Challenges in Christian Community Development in the Philippines

Challenges to Christian
Community Development
(CCD) in the Philippines
By Robert Munson
This presentation briefly summarizes a
paper written based on interviews
with church and mission leaders in
the Philippines in 2007, supported
additionally by literary sources.
Three Categories of Challenges
 Within the Philippine Church
 Within the Philippine Context
 Non-contextual Challenges
Within the Philippine
Church Context
 Bad Theology
 Lack of Resources
 Different Focus
 Lack of Example
Bad Theology
 Sacred versus the Secular
(Church should only do
“sacred things”)
 “Separatism” (The church
should not stain itself with the
concerns of this world.)
Theology: 3. Contextualization
 Wholism is a Western creation
leading toward standard Western
 No good Filipino books describing
what wholistic ministry should be in
the Filipino church.
 Result? Little actual Filipino-based
wholistic community development.
Most comes from outside.
Theology: 4. Individualism
Evangelical churches tend to
focus on individual change.
They tend to ignore other
social units.
The community is either
considered unimportant, or
Theology: 5. Apocalypticism
Many evangelical churches assume that
Jesus will return very soon. Because of this
they tend to do short-term ministries.
Now, if Jesus was returning next week, we
probably should be doing mass crusades.
However, if Jesus is returning in 200 years,
we should be creating communities
conformed to God’s kingdom that conforms
people to Christ for generations.
Lack of Resources
 Financial and Material.
 Lack of Trained Human
Focus on Relief
Churches focus on doing relief,
not development.
Tied to poor theology and to
lack of resources.
Rhodora Mendoza, Head of HCDI
“Community Development work in the
Philippines is done by GOs and NGOs.
Churches and aid organizations are mostly
relief-oriented. Seldom can you find them
doing ‘real’ community development work…
One challenge is to instill in the people
ownership of the program and to do
something to improve their lives since most
people, especially in poor communities, are
relief-oriented and the church, or most
church-initiated projects, are doing just that.”
Lack of Example
Most community development is
 Loosely partnered with a church
 Disconnected from the church
Rey Abellera, Head of One Hope
“When we talk to the students or go to
the churches and talk about doing
community development, they want to
see where this has been done before.
I don’t have an answer for them.
Therefore, we have to be the
Within the Philippine
Cultural Factors
Historical Factors
Cultural Factor: “Utang na Loob”
Community development needs to create
interdependency within a community.
Utang na Loob works against this.
 It prevents growth
 Promotes dependency
 Creates “Rice Christians”.
Cultural Factor: “Bahala na”
“Bahala na works against Individual and social
progress, … It harnesses one’s behavior to a
submissiveness that eats up one’s sense of
responsibility and personal independence. It
provides one with a false sense of selfconfidence to proceed with an unsound action in
the belief that somehow one will manage to get
-Tomas D. Andres (quoted by Tereso Casino)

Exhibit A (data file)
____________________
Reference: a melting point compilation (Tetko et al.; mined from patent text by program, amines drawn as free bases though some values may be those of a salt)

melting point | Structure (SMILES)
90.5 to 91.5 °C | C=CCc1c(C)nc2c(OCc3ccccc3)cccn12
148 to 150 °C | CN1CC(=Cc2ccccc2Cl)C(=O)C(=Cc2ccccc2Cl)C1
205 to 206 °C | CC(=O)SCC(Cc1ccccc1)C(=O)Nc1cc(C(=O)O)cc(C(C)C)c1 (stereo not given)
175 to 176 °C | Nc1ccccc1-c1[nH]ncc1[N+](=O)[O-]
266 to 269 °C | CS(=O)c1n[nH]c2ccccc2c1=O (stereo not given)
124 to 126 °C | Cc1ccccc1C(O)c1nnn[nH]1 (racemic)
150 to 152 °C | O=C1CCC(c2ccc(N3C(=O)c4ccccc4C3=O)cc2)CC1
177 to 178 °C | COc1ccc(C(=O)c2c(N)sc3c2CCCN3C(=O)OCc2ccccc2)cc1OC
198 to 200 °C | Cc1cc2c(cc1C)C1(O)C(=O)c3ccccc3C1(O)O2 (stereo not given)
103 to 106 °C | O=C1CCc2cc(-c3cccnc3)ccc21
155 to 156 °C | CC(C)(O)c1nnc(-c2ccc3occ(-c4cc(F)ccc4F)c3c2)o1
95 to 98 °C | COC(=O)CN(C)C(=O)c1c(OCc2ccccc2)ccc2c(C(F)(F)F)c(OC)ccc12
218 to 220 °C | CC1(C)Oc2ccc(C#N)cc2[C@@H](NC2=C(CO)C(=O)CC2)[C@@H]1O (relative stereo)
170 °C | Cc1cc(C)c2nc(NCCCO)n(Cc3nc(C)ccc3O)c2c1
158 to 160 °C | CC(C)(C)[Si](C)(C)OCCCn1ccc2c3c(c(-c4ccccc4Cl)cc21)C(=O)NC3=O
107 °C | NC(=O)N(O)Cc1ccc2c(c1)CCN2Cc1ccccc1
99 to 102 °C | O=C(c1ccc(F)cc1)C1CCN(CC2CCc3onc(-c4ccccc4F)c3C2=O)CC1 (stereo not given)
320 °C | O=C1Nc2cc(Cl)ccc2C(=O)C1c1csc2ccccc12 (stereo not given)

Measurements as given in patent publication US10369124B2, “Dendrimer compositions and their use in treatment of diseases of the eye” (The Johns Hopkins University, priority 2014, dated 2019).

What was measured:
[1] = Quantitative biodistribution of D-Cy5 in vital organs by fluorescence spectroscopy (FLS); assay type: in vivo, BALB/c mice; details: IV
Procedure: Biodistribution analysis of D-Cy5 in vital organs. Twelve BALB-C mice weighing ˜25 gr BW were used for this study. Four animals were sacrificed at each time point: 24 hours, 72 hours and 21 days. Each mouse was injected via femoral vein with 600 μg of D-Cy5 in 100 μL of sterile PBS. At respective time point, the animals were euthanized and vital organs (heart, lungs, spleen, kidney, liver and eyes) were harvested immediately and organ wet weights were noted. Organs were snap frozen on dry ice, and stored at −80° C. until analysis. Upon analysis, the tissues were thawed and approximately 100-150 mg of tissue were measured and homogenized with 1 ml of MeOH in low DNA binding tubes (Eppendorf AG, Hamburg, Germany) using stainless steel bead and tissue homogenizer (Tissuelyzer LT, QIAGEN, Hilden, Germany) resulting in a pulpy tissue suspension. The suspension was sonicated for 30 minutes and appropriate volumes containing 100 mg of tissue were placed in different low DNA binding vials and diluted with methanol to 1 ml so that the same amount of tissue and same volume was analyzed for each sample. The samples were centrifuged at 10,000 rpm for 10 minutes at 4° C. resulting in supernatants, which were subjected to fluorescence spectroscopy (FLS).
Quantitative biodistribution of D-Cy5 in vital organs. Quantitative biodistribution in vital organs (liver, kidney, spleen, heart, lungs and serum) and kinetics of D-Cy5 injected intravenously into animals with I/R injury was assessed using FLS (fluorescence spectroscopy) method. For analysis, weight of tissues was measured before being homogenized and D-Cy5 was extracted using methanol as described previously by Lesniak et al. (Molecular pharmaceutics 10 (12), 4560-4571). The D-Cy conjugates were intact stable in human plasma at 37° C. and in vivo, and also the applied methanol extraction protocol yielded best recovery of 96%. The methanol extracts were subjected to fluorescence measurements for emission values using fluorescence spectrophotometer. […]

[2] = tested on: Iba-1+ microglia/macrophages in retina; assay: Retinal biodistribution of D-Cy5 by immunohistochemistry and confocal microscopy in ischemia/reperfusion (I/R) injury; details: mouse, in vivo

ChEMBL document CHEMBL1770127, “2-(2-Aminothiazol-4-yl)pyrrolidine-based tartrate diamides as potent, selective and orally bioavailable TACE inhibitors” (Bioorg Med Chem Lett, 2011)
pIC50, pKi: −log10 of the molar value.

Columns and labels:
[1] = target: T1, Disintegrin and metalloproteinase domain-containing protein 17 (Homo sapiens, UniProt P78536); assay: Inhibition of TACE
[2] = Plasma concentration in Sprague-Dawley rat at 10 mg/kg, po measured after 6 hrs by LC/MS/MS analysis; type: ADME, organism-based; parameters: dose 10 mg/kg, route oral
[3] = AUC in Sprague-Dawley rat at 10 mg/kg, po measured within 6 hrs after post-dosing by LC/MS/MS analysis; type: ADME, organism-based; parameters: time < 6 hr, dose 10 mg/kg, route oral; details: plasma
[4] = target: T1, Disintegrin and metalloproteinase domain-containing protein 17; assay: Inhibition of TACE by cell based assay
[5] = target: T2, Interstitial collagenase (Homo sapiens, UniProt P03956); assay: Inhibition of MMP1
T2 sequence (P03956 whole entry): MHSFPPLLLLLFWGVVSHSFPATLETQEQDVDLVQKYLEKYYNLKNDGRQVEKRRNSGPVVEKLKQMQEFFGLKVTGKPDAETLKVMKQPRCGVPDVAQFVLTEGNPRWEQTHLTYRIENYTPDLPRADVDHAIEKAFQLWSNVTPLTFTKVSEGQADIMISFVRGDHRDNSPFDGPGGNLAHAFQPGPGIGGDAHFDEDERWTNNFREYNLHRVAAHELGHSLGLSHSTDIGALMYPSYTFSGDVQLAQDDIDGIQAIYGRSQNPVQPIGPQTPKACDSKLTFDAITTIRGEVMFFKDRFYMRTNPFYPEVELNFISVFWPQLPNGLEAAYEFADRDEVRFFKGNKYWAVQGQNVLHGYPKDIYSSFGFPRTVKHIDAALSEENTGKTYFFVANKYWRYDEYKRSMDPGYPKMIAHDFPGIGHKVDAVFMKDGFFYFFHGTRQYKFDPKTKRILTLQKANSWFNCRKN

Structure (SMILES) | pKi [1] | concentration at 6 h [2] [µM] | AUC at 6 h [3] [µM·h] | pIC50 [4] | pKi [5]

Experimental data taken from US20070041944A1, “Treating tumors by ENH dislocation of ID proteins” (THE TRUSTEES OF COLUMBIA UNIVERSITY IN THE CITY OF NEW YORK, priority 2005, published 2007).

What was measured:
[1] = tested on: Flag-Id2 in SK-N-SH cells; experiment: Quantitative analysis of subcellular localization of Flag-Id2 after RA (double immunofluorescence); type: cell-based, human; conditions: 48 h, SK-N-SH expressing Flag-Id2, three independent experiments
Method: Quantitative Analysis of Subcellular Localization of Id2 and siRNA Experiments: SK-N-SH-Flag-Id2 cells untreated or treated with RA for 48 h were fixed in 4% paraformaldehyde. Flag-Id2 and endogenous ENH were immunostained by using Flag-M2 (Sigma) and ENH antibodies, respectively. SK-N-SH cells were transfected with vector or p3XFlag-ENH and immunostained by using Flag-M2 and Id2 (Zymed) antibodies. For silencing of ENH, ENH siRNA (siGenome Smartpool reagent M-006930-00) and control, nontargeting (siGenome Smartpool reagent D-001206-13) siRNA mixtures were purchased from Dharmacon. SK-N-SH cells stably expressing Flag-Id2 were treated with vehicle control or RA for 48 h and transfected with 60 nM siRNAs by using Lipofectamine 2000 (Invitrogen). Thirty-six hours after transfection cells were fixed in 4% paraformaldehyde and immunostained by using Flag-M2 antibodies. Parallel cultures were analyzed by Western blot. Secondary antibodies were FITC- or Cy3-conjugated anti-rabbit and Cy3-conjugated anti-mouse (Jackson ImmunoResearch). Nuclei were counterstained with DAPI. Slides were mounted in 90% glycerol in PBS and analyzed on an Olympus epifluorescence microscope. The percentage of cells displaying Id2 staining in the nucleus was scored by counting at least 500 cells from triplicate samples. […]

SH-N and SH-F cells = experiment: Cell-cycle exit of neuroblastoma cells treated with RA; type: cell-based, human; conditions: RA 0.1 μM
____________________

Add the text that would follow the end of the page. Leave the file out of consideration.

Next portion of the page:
Cultural Factor: Bahala na
 Has roots in Animism, Hinduism, Islam,
and Catholicism.
 Sounds Christian (“Let Thy will be done”)
 It is not Christian to confuse impersonal
fate with personal God.
Historical Factor: COMDEV History
 COMDEV began in the Philippines as
government programs. (PACD)
 Foreign Governments, NGOs, and
International Agencies became involved.
 The Evangelical Church has only gotten
involved through the parachurch.
Historical Factor: Government
 Filipinos believe much of their government
is corrupt.
 It is not the reality of this corruption that
matters so much as the perception of this
 Churches assume that government is nonresponsive and corrupt. Therefore, they
don’t work with them.
Historical Factor: Private Org Track
 NGOs, Mission Groups, and other groups
have a poor record.
 They often act on a flawed theology and a
flawed priority.
 This track record makes governments and
communities untrusting.
Non-Contextual Issues
 Money
 Uncertain role of Social
 Fragmentation
 Leadership
Money: Dependency
Glenn Schwarz has pointed out that if rich
countries simply giving money to poor
communities worked, “then Haiti should be
a shining example of development in our
Dependency looks a lot like development,
yet is the opposite.
Money: Economic Focus
Is economic development always a
good thing?
Can money, businesses, and
materials lead to community
Money: Scarcity of Monetary
 It is more than perception… it is
 It is a worldwide problem.
 But scarcity is not always a bad
Uncertain Role of Social Ministries
 Spiritualist View
 “Social Gospel”
 Convenience View
 Ulterior Motive View
 Wholistic View
Attitudes regarding CD
 Immaturity of Partners
 Lack of Shared Vision
 Power
 True Community Development means that
communities take over ownership.
 Indigenous leaders must “catch the vision”
and be trained.
 Leadership from outside of the community
needs to develop an exit strategy.
 The “datu” mindset often sabotages
Is CCD a waste of time?
The church has value in community
 Provides opportunity for contextualized
spiritual message in the community, and
catalyst for spiritual transformation.
 (Should) Provide an example of a
functional interdependent community.
 It is incarnational. In the community.
 Provide indigenous leadership for the
Is Christian Community
Development harder here than in
other countries?
 Barangay System
 Catholicism
 Pakikisama/Bayanihan
Challenges to Christian
Community Development
(CCD) in the Philippines
By Robert Munson
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